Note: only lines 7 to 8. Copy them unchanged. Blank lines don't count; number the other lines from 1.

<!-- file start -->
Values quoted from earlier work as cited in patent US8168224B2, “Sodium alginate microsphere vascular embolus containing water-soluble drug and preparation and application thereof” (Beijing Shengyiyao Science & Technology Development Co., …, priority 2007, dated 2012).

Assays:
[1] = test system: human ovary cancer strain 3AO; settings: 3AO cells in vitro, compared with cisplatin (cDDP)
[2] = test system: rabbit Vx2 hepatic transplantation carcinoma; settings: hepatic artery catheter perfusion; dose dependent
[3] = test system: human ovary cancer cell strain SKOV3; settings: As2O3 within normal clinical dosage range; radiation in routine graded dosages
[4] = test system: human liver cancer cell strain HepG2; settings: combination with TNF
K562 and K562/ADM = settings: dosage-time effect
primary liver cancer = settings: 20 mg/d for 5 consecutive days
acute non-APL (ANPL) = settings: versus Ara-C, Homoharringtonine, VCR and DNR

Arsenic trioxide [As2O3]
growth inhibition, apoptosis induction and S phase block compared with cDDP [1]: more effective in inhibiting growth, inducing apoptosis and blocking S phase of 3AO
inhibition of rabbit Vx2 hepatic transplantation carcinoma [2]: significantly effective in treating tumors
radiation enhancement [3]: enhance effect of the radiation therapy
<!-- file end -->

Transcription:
K562 and K562/ADM = settings: dosage-time effect
primary liver cancer = settings: 20 mg/d for 5 consecutive days